Cooler ComparisonTemperature 2D(Degrees Celsius)dB(A) 2DTemperature 3D(Degrees Celsius)dB(A) 3D
MSI R4870-MD1G4636.07040.6
MSI R4870-T2D5126038.07449.4
MSI N260GTX Lightning4336.56743.0
Zotac GTX 260 216SPs4537.58141.2
  • dingumf
    What the hell, I thought this was a guide to overclocking the GPU as the title reads "Graphics Overclocking: Getting The Most From Your GPU"

    Then at the end Tom's Hardware screws me over and writes "Conclusion: It’s A Tie"

    Isn't this a tutorial?
    Reply
  • they tell you how to overclock using CCC or riva tuner, or evga precision, they also tell you, overclocking = more performance at the cost of more power. what else do you want?
    Reply
  • dingumf
    joeman42What is really needed is a "continuous" OC utility that can detect artifacts during actual use and adjust accordingly. I've noticed that my max OC tends to change each time I test and depending on the tool I test with (e.g., atitool, gputool, rivatuner, and my favorite, atitraytool). Some games, l4d in particular, crash at the slightest error. Others such as COD and Deadspace are somewhat tolerant. Games like Far Cry 2 and Fear 2 don't seem to care at all. It would be nice if the utility could take this into account.As for the tools themselves, Atitraytool has far and away the best fan speed adjuster, the dual ladder Temp/Speed is a model of simplicity. Plus, it can automatically sense a game and auto OC just for the duration. Nothing like this exists on the NV side (you must explicitly specify each exe). Unfortunately, I am on a NVidia card now and Rivatuner is pretty much the only game in town for serious tweaking. IT IS A DESIGN DISASTER! random design with no discernable structure. A help file which consist solely of the author bragging about his creation, without explanation as to where each feature is implemented or how to use it. And no, scattered tooltips is not an acceptable alternative. It took forever to figure out that I needed to create a fan profile and then a macro and then create a rules to fire the macro which contains the fan profile just to set one(!) fan speed/temp point (and repeat as needed). Sorry for the rant, but I really hate Rivatuner!
    Oh hello. That's what OCCT is for.
    Reply
  • nitrium
    Rivatuner works just fine with the latest drivers (incl. 190.38). Just check the Power User tab and under System set Force Driver Version to 19038 (or in the articles case 18618) - no decimal point. Be sure that the hexidecimal display at the bottom is unchecked. All Rivatuner's usual features can now be accessed.
    Reply
  • masterjaw
    I don't think this is intended to be an in-depth tutorial like dingumf perceives. It's just for people to realize that they could still get more from their GPUs using tools.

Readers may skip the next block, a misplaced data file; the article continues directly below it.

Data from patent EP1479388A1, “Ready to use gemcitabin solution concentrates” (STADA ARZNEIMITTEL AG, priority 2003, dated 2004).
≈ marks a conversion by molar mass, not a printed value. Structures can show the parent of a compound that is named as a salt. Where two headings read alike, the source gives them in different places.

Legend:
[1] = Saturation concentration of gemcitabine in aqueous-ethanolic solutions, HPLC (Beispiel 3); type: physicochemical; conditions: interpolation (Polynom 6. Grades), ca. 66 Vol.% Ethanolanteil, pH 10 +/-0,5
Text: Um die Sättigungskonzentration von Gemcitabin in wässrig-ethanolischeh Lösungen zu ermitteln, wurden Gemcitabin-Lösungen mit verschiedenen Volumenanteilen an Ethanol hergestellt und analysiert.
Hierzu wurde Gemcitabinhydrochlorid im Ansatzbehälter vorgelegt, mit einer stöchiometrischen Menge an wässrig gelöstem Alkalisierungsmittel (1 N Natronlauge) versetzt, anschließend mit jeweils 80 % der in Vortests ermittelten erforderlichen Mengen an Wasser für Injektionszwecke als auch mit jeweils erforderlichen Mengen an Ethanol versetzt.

On the other hand, I don't like the sound of "It's a tie". It looks like it is said just to show neutrality. ATI or Nvidia? It doesn't matter, as long as your satisfied with it.
    Reply
  • quantumrand
    I must say, the HD 2900 is a great card. I picked up the 2900 Pro for $250 back in 2007 and flashed the bios to a modified XT bios with slightly higher clocks (850/1000). The memory is only GDDR3, but with the 512bit interface, it really does rival the bandwidth of the 4870. I can get it to run Crysis at Very High, 1440x900 with moderately playable framerates (about 25fps, but the motion blur makes it seem quite smooth). Really quite amazing for any 2007 card, let alone one for $250.
    Reply
  • quantumrand
    Just a bit of extra info on the 2900 Pro...

    The Pros were bassically binned XTs once ATI realized that the card was too difficult to manufacture cheaply (something about the high layer count it takes to make a 512bit PCB), so in order to sell their excess cores, the clocked them lower and branded them as Pros. Additionally, they changed the heatsink specs as well, adding an extra heatpipe. Because of this, the Pros could often OC higher than the XTs, making them essentially the best deal on the market (assuming you got a decent core).
    Reply
  • Ramar
    Overclocking a GPU generally isn't worth it IMO, but sometimes can give that extra push into +60fps average. Or to make yourself feel better about a purchase like myself; one week after I bought a 9800GTX they came out with the GTX+. A little tweaking in EVGA Precision brought an impressive 10% overclock up to GTX+ levels and left me satisfied.
    Reply
  • manitoublack
    I run 2 Palit GTX295's and have had great success with palit's "Vtune" over clocking software. I believe it works with cards from other vendors as well. Easy to use and driver independent.

    Cheers for the great article
    Jordan
    Reply
  • KT_WASP
    Conclusion: It’s A Tie

    I didn't know they were in competition until I read that.....I too thought this was about overclocking a GPU in general, not which card you should buy. Once again Toms throws that little barb at the end to stoke the fires.

    I think they do this constantly to get more website hits.. If the can get a good ol' fanboy war on every article, they will get people coming back over and over again to add fuel to the fire. After all, the more hits they get, the more they get paid from their sponsors. Which BTW, seam to be taking up more real estate then actual content on this site these days.

    Reply